Anyway, that’s my take on things. I’m headed to African Country C tomorrow, and it’s already shaping up to be quite an eventful week.

What I did in African Country A (Niger)

On occasion, I write about my experience traveling in Africa – to add an entertaining counterweight to my more analytical rants and musings on the events unfolding on the continent. The following is about my current travel covering parts of Africa and Europe.

Dear Readers,

The jig is up! I’ve moved on from African Country A, which I wrote a bit about last week, so I can now tell you that I was in Niger. I got to do several cool things while I was there.

Niger River at Sunset

Niger River at Sunset

First, I got to be a fly on the wall during meetings with representatives of the youth movement, NGOs, and the media. There, I was privy to Nigerien civil society perspectives on the country’s trajectory, including the proactive measures President Mahamadou Issoufou had taken to mitigate spillover from instability in Libya and Mali, the country’s youth bulge and why youth engagement is so critical, fears over the spread of violent extremism from northern Nigeria into Maradi and Zinder, and instances of complicity in narcotrafficking among segments of the Nigerien political class.

Later in the week, I had the opportunity to observe a simulation of a hostage rescue by the Nigerien gendarmes.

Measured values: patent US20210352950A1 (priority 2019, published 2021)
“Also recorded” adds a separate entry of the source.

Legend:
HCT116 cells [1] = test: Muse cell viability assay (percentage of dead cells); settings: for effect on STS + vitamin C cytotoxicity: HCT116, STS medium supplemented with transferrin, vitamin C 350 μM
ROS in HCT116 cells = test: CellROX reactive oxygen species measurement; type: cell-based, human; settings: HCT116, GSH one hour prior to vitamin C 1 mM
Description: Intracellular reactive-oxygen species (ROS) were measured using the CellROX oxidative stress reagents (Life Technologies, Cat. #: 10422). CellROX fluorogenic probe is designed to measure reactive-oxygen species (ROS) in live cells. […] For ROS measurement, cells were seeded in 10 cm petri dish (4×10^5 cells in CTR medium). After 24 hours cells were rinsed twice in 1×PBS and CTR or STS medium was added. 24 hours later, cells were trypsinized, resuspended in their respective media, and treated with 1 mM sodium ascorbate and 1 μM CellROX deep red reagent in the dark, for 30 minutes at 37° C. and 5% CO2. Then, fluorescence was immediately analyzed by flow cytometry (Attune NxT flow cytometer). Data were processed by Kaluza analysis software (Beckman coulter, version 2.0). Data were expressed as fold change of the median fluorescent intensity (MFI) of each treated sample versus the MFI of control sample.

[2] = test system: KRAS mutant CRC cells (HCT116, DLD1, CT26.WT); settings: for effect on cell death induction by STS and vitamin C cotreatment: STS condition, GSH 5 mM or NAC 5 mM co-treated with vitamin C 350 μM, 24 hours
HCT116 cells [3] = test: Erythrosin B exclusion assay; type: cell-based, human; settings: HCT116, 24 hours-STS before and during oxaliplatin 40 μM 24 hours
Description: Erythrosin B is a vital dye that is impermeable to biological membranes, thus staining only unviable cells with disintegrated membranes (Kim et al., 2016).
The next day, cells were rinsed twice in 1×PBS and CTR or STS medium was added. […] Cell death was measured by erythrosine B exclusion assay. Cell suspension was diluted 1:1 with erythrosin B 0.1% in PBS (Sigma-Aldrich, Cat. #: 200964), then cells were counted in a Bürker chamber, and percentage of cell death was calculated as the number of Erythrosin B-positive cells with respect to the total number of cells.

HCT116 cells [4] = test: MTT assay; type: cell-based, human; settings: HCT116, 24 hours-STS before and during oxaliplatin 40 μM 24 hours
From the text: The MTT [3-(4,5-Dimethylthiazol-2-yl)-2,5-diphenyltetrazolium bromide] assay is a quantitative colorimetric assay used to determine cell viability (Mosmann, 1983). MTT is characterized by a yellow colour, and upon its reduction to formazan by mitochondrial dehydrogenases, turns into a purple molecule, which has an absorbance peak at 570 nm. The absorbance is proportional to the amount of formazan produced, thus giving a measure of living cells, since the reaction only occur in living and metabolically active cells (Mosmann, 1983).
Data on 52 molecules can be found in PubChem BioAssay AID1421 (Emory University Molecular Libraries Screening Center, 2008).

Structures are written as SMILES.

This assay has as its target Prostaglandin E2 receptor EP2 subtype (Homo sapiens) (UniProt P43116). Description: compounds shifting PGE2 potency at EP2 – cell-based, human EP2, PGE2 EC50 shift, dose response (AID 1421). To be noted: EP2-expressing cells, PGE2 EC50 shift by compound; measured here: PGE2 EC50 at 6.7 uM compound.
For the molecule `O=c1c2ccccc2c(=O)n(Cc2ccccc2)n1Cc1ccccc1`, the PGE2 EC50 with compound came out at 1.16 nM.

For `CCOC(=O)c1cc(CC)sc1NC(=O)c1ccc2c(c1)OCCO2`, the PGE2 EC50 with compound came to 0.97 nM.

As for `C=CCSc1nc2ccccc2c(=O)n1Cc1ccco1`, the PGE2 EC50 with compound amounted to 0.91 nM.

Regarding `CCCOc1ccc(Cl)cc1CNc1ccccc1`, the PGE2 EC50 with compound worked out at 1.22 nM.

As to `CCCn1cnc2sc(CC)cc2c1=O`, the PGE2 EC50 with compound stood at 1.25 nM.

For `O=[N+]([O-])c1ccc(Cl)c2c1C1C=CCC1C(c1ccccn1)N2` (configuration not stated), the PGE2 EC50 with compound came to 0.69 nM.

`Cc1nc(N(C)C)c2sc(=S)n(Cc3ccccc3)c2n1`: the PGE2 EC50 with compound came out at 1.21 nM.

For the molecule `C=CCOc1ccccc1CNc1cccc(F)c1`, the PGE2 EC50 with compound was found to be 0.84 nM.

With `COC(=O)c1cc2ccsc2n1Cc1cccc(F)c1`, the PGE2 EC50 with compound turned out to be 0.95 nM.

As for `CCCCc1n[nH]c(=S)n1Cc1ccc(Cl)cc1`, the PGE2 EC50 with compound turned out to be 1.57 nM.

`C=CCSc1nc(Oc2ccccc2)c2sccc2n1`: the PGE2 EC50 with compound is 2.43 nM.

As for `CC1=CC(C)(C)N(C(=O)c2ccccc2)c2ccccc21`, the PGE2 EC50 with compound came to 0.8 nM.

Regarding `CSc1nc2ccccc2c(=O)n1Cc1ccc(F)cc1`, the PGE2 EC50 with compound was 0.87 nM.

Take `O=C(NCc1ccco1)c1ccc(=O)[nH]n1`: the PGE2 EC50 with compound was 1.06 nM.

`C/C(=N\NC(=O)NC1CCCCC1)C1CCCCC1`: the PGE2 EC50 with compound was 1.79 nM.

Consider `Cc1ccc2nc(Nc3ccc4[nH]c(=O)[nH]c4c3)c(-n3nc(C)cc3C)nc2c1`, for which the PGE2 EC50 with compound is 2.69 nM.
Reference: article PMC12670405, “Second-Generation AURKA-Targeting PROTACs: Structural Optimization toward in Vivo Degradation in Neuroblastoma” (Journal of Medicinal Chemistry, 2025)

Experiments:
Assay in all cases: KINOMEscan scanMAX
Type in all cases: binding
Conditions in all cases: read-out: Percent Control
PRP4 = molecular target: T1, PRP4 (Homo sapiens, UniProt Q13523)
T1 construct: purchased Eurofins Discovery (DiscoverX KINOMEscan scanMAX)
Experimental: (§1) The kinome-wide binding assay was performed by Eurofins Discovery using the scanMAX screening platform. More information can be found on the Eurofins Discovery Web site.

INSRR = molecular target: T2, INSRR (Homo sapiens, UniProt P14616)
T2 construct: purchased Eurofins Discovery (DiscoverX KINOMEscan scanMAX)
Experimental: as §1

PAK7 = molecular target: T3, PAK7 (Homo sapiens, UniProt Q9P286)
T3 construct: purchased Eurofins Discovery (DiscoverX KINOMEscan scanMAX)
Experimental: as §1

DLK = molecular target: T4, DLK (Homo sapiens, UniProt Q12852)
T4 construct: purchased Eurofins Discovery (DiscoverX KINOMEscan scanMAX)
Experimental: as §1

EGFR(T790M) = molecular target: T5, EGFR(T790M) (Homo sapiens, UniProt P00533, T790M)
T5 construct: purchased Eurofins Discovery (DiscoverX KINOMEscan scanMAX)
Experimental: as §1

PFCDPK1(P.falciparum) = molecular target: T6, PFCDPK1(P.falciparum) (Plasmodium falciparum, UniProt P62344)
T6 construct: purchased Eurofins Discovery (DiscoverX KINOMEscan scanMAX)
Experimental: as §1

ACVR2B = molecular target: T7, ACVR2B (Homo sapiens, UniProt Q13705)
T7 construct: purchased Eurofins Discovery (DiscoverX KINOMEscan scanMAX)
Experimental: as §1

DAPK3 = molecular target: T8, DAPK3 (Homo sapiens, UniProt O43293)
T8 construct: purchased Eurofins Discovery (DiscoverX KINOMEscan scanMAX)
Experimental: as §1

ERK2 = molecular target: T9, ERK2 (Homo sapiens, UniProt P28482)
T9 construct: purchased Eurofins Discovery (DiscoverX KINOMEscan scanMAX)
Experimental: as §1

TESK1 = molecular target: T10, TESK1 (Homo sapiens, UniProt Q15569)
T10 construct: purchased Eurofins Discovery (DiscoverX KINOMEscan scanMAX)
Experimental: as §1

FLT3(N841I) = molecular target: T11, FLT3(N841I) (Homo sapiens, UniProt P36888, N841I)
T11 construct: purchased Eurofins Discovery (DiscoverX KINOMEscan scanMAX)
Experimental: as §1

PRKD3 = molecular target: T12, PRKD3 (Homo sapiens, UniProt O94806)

Gendarmes prepare for hostage rescue simulation

Gendarmes prepare for hostage rescue simulation

During the simulation, I wandered into the structure where the “terrorists” were holding the “hostages,” not entirely aware that a full-scale assault was imminent. In the video that I took (which I’ve decided not to post here), you see the gendarmes entering, shooting two blanks, and the camera (held by me) diving instinctively towards the ground. What is not seen or heard in the video is my soft and slightly panicked whimpering. Later on, I got to see how the unit apprehended some of the terrorists who escaped the initial operation, searched their vehicle, and had an evidence collection unit process the scene. Since I don’t have a law enforcement background and the United States doesn’t have an equivalent to gendarmerie, it was pretty cool to see how the simulation played out from start to finish.